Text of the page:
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Archive for December, 2009

Happy New Year


Just a short post during my hols to wish one and all a very Happy New Year!

I’ve been back in England visiting relatives and old mates over the past few days and I’m looking forward to the festivities in London tonight. Could be chilly!

“Normal” blogging will resume in 2010, if I survive 😉

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So the dust has just about settled on yet another Christmas Day, which means that we can take stock, count our presents, our blessings and our lucky stars and get back to the real world just so we can start the twelve month countdown to the next “season of goodwill.” (I had a marvellous Christmas, by the way. I bought my parents the one thing they have never in their entire lives, for a whole host of excellent reasons, bought for themselves, namely, a brand new, top of the range TV. They were surprisingly and gratifyingly thrilled by it.)

But Christmas is Christmas. For me, cynical as I am and, after the communal warmth of a dutiful morning mass had (quickly) worn off, and the postprandial hangover of Boxing Day political reflection kicks in, thoughts turn to the next decade. Fortunately, at least for me, Simon Heffer, who ordinarily these days comes across as a rather reactionary old duffer, has refound his radical voice and framed the “Noughties”, from which we have all just emerged significantly scathed, in terms everyone must comprehend. As is my bad habit, I’ve copied it for you here:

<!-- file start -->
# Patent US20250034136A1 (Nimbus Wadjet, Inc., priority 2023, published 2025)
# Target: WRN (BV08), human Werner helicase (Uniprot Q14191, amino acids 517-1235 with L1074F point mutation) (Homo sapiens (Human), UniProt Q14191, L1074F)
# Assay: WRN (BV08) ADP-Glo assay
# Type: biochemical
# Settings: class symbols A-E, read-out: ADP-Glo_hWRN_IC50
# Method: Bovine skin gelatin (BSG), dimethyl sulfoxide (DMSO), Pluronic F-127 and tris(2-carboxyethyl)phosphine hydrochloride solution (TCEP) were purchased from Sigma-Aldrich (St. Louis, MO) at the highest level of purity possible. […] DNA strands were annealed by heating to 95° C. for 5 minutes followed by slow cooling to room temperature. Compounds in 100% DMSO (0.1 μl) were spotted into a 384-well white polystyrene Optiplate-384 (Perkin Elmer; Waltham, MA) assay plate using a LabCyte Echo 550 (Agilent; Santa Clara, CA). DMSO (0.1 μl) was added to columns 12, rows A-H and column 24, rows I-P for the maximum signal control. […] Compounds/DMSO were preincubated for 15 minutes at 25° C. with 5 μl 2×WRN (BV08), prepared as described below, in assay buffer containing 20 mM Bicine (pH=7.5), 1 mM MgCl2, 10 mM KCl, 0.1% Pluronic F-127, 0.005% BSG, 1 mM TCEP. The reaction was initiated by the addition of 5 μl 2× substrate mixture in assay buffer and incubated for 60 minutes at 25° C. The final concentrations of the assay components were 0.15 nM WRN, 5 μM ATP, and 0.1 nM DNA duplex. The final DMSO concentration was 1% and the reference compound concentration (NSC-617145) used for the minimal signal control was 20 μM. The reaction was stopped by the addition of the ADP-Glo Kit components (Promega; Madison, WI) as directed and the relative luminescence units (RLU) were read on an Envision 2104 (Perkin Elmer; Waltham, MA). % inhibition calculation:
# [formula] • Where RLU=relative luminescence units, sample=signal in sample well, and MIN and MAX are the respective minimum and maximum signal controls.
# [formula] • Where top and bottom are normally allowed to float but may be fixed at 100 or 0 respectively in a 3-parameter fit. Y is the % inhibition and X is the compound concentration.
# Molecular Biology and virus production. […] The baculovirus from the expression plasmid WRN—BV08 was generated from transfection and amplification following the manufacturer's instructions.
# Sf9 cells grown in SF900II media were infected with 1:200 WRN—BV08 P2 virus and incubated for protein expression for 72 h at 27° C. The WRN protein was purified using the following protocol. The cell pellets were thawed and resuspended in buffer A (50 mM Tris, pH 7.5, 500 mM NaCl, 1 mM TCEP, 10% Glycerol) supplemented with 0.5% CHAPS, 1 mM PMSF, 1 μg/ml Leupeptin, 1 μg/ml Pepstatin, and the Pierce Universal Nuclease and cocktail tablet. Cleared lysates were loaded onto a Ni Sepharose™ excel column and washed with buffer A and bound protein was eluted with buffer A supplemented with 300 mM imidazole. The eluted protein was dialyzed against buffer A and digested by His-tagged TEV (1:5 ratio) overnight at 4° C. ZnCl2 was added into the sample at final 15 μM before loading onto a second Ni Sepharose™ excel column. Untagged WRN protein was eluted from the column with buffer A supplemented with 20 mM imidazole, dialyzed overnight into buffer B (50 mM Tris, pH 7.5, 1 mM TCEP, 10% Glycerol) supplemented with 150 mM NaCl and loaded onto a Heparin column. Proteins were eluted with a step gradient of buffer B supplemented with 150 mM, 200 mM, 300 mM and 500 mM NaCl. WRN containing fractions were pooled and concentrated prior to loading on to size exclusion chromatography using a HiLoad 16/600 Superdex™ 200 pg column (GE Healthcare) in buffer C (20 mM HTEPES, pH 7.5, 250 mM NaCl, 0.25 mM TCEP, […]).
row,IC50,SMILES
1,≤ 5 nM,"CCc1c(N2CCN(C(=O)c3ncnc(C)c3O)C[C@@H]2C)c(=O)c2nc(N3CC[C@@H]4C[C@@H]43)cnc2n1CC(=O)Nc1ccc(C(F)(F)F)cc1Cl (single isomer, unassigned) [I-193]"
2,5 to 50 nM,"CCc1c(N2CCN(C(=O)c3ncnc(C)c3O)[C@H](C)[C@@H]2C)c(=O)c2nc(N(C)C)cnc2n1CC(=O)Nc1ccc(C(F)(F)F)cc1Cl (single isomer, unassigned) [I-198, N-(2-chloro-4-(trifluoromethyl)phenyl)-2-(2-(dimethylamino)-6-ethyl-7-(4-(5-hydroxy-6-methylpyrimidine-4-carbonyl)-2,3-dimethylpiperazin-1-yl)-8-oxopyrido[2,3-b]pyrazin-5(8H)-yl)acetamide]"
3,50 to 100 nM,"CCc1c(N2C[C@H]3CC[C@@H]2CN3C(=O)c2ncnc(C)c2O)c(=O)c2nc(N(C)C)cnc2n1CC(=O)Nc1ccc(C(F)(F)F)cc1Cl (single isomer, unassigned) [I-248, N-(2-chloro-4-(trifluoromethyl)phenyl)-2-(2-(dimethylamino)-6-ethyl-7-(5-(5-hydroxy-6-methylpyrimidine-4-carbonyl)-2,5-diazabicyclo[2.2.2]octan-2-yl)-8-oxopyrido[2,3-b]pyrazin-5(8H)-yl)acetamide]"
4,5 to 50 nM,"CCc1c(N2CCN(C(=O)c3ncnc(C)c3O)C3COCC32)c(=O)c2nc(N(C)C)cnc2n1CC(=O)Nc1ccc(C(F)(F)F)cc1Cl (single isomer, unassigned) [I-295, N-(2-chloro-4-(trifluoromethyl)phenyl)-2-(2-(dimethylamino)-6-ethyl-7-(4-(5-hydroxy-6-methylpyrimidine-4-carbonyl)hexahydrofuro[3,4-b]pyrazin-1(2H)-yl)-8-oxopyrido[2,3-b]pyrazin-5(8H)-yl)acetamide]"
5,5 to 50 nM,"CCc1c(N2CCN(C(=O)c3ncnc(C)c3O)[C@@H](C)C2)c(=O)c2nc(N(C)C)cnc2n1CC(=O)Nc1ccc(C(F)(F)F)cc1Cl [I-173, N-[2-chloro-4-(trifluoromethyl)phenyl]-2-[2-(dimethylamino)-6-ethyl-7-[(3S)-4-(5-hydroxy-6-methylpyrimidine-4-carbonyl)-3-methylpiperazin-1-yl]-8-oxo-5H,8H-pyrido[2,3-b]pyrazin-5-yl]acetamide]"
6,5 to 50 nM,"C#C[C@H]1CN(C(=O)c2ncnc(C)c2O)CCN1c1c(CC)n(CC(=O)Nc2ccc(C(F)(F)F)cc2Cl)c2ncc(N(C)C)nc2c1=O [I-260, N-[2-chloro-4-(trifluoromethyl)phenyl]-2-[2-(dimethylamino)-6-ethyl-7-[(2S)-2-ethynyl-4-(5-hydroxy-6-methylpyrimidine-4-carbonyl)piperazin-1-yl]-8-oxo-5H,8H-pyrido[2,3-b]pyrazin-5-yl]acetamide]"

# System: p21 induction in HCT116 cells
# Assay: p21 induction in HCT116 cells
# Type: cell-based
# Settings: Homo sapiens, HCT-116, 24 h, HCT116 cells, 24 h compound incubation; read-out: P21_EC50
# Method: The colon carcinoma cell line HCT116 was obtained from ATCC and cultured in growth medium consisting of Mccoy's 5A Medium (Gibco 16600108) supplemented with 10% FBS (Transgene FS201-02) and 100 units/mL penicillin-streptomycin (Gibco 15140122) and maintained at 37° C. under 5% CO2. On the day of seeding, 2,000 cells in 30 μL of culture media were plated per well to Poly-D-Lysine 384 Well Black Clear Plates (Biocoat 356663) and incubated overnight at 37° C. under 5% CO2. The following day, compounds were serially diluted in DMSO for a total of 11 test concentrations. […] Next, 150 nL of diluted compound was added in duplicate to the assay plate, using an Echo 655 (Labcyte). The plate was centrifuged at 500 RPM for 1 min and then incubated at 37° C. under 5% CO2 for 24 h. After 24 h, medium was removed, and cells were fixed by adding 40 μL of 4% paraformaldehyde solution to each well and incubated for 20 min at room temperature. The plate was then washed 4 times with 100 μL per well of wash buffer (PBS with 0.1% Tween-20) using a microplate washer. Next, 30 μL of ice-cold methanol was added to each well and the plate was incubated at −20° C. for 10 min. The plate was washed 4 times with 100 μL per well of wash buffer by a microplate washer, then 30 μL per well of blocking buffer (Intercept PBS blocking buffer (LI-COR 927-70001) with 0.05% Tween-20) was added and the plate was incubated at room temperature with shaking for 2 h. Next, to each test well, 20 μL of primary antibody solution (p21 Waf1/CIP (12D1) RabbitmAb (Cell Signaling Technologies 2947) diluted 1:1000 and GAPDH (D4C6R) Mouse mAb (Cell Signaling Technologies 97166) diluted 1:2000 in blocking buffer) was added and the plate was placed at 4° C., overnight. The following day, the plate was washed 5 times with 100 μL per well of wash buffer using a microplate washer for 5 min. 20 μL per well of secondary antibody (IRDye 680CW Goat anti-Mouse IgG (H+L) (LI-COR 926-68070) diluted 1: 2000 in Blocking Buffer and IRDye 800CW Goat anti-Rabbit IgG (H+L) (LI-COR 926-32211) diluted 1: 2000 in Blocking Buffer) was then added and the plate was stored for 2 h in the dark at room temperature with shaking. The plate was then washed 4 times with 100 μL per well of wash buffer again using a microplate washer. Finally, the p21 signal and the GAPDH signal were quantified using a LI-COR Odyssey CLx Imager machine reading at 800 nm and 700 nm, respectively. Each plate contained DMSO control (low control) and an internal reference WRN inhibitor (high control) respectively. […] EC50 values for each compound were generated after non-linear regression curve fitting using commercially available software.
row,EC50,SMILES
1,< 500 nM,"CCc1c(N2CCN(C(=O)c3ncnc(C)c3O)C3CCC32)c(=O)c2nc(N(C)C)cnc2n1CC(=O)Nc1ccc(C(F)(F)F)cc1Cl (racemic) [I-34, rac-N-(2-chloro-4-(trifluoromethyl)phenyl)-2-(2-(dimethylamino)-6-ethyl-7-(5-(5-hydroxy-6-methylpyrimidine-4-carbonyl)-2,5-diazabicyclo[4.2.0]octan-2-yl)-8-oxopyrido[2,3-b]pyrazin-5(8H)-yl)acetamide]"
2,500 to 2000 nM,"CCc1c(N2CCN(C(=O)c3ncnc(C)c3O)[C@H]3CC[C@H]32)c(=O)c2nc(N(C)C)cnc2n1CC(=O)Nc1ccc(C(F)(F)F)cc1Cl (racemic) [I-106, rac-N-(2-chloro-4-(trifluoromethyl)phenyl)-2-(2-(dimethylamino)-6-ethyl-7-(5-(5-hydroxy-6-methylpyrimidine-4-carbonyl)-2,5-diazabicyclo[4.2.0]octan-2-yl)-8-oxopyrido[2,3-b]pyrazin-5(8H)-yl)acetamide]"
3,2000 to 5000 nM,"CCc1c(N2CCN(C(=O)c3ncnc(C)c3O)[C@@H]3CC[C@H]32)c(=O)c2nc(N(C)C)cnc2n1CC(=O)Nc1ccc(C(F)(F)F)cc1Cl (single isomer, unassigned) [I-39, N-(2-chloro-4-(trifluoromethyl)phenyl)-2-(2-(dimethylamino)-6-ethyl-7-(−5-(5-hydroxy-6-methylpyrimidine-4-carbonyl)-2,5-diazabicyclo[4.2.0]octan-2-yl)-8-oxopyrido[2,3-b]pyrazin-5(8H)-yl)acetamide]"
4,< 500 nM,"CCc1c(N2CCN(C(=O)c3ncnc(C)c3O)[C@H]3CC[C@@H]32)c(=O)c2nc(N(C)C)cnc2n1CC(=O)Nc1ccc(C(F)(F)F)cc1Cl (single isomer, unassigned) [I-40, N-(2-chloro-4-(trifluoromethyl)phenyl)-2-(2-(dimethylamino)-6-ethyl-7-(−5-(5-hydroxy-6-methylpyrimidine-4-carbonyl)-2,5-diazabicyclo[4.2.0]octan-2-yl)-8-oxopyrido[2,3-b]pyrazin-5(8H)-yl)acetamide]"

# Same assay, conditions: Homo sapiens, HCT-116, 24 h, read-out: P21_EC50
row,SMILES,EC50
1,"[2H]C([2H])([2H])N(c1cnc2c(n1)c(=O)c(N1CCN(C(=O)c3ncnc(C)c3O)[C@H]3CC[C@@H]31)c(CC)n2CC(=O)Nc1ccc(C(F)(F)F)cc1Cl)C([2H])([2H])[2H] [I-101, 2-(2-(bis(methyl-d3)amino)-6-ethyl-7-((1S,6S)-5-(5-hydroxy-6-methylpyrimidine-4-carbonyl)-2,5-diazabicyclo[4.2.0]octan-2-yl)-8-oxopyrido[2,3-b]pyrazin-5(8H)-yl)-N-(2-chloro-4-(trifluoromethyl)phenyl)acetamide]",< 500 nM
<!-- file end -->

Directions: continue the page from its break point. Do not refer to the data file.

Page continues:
It is customary to find a sobriquet for a decade as it comes to a close – the Naughty Nineties, the Roaring Twenties, the Swinging Sixties – but I can think of none to describe the Noughties that is fit for repetition in a respectable newspaper.

The commanding image of the decade remains, more than eight years after the event, that of the aircraft flying into the Twin Towers in Manhattan in September 2001. The battle of the civilised world against the lunacy of Islamic fundamentalism dominated and poisoned the rest of the decade.

However – and however callous it seems to say it – we should have been lucky if that had been all we had to worry about in the past 10 years.